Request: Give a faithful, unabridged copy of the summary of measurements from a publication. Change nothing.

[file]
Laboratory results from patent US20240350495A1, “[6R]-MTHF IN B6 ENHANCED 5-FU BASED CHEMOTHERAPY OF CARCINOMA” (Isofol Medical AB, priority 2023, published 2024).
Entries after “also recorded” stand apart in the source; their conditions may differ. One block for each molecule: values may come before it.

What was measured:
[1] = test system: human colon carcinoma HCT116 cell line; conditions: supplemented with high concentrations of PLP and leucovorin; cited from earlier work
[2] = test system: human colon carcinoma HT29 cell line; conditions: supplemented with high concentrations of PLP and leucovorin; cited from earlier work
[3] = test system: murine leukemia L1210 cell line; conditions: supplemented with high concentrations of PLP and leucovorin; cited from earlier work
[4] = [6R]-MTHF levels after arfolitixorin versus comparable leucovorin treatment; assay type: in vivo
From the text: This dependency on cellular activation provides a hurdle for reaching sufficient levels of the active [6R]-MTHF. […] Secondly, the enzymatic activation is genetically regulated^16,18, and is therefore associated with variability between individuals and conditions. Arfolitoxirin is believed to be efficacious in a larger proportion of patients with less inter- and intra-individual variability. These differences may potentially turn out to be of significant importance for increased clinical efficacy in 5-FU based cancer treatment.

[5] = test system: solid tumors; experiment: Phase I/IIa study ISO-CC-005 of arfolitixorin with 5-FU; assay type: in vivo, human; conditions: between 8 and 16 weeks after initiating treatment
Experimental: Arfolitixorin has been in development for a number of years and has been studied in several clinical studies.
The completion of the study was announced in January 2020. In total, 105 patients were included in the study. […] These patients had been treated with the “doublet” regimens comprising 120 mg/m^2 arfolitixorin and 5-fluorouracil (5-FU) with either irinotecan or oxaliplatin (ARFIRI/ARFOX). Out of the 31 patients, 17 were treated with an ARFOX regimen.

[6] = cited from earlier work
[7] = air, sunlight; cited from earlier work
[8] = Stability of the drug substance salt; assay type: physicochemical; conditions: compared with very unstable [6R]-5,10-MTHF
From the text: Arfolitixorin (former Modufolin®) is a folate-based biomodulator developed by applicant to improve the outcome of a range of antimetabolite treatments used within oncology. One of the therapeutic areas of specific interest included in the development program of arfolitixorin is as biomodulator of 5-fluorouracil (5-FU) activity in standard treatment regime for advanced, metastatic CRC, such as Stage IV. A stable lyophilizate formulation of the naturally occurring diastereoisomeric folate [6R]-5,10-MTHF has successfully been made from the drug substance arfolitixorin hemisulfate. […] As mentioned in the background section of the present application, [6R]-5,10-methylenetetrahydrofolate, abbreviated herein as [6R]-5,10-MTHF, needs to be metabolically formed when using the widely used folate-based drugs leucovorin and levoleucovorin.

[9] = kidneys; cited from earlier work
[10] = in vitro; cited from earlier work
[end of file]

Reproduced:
Laboratory results from patent US20240350495A1, “[6R]-MTHF IN B6 ENHANCED 5-FU BASED CHEMOTHERAPY OF CARCINOMA” (Isofol Medical AB, priority 2023, published 2024).
Entries after “also recorded” stand apart in the source; their conditions may differ. One block for each molecule: values may come before it.

What was measured:
[1] = test system: human colon carcinoma HCT116 cell line; conditions: supplemented with high concentrations of PLP and leucovorin; cited from earlier work
[2] = test system: human colon carcinoma HT29 cell line; conditions: supplemented with high concentrations of PLP and leucovorin; cited from earlier work
[3] = test system: murine leukemia L1210 cell line; conditions: supplemented with high concentrations of PLP and leucovorin; cited from earlier work
[4] = [6R]-MTHF levels after arfolitixorin versus comparable leucovorin treatment; assay type: in vivo
From the text: This dependency on cellular activation provides a hurdle for reaching sufficient levels of the active [6R]-MTHF. […] Secondly, the enzymatic activation is genetically regulated^16,18, and is therefore associated with variability between individuals and conditions. Arfolitoxirin is believed to be efficacious in a larger proportion of patients with less inter- and intra-individual variability. These differences may potentially turn out to be of significant importance for increased clinical efficacy in 5-FU based cancer treatment.

[5] = test system: solid tumors; experiment: Phase I/IIa study ISO-CC-005 of arfolitixorin with 5-FU; assay type: in vivo, human; conditions: between 8 and 16 weeks after initiating treatment
Experimental: Arfolitixorin has been in development for a number of years and has been studied in several clinical studies.
The completion of the study was announced in January 2020. In total, 105 patients were included in the study. […] These patients had been treated with the “doublet” regimens comprising 120 mg/m^2 arfolitixorin and 5-fluorouracil (5-FU) with either irinotecan or oxaliplatin (ARFIRI/ARFOX). Out of the 31 patients, 17 were treated with an ARFOX regimen.

[6] = cited from earlier work
[7] = air, sunlight; cited from earlier work
[8] = Stability of the drug substance salt; assay type: physicochemical; conditions: compared with very unstable [6R]-5,10-MTHF
From the text: Arfolitixorin (former Modufolin®) is a folate-based biomodulator developed by applicant to improve the outcome of a range of antimetabolite treatments used within oncology. One of the therapeutic areas of specific interest included in the development program of arfolitixorin is as biomodulator of 5-fluorouracil (5-FU) activity in standard treatment regime for advanced, metastatic CRC, such as Stage IV. A stable lyophilizate formulation of the naturally occurring diastereoisomeric folate [6R]-5,10-MTHF has successfully been made from the drug substance arfolitixorin hemisulfate. […] As mentioned in the background section of the present application, [6R]-5,10-methylenetetrahydrofolate, abbreviated herein as [6R]-5,10-MTHF, needs to be metabolically formed when using the widely used folate-based drugs leucovorin and levoleucovorin.

[9] = kidneys; cited from earlier work
[10] = in vitro; cited from earlier work